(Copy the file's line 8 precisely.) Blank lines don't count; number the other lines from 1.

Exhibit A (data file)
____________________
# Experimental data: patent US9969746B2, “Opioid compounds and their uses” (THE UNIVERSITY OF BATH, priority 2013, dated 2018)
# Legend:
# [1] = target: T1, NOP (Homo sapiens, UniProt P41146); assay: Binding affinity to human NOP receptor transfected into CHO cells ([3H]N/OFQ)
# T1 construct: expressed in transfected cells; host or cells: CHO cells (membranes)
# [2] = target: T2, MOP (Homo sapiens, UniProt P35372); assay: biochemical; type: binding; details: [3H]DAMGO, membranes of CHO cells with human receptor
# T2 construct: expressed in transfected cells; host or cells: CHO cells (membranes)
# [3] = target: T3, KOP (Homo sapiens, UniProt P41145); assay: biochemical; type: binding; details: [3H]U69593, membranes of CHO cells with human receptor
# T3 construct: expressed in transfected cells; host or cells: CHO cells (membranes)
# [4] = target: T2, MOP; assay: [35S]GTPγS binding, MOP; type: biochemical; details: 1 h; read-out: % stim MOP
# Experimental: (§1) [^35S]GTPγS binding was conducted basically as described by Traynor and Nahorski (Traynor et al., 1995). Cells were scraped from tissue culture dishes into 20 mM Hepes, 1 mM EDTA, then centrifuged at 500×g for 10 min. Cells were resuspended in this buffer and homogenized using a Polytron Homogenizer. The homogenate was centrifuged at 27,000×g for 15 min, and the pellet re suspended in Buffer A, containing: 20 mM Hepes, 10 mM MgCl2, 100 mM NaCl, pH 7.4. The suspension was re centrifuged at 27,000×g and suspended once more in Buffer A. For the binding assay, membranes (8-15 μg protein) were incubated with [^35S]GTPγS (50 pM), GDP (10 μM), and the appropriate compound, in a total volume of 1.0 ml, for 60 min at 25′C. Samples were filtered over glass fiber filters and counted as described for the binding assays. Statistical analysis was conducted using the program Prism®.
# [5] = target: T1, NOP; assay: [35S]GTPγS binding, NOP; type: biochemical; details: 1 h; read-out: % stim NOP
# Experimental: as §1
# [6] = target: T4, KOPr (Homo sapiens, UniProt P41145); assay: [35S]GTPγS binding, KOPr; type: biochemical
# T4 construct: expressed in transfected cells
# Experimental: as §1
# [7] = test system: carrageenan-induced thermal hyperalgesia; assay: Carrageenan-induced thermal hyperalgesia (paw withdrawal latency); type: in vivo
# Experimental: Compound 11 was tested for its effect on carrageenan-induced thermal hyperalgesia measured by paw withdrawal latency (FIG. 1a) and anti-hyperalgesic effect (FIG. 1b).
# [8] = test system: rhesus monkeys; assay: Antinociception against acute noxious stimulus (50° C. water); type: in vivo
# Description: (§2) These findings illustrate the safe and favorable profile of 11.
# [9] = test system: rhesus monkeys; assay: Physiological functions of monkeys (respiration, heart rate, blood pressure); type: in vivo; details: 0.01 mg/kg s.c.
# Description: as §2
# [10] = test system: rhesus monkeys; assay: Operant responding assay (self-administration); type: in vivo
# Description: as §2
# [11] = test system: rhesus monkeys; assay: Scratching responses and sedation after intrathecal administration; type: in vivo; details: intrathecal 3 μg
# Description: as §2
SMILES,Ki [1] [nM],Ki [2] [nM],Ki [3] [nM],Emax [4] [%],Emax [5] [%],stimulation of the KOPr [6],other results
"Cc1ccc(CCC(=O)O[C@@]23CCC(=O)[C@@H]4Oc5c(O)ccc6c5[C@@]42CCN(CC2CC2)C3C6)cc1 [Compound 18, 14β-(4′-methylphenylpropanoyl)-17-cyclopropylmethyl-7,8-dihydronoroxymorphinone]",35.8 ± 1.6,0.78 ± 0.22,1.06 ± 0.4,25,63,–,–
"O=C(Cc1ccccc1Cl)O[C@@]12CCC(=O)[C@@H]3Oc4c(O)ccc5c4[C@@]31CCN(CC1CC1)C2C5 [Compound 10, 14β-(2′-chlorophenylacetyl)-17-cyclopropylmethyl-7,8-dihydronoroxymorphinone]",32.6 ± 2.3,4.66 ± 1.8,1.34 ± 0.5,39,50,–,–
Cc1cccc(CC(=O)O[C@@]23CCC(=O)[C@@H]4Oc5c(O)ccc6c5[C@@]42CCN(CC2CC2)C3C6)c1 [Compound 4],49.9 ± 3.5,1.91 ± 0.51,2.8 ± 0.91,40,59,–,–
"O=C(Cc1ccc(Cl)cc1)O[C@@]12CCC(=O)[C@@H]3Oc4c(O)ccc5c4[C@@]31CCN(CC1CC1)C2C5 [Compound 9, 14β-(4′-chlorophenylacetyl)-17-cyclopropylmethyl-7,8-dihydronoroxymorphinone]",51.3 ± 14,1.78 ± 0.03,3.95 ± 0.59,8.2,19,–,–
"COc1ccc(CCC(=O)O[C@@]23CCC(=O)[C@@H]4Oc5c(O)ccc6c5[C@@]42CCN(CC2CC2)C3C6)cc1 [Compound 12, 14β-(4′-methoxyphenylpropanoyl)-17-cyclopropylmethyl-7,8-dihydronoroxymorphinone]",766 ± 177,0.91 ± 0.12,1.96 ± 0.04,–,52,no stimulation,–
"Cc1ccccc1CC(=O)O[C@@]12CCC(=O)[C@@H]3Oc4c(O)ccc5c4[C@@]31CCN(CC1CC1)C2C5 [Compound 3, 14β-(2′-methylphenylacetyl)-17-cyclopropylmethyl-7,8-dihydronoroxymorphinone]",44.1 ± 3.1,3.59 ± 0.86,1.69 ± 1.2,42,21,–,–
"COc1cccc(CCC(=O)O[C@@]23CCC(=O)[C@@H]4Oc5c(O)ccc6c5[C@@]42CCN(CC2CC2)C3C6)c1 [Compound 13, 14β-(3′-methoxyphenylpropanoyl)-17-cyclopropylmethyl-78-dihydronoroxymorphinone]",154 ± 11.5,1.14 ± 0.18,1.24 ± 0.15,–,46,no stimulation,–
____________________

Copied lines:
# T3 construct: expressed in transfected cells; host or cells: CHO cells (membranes)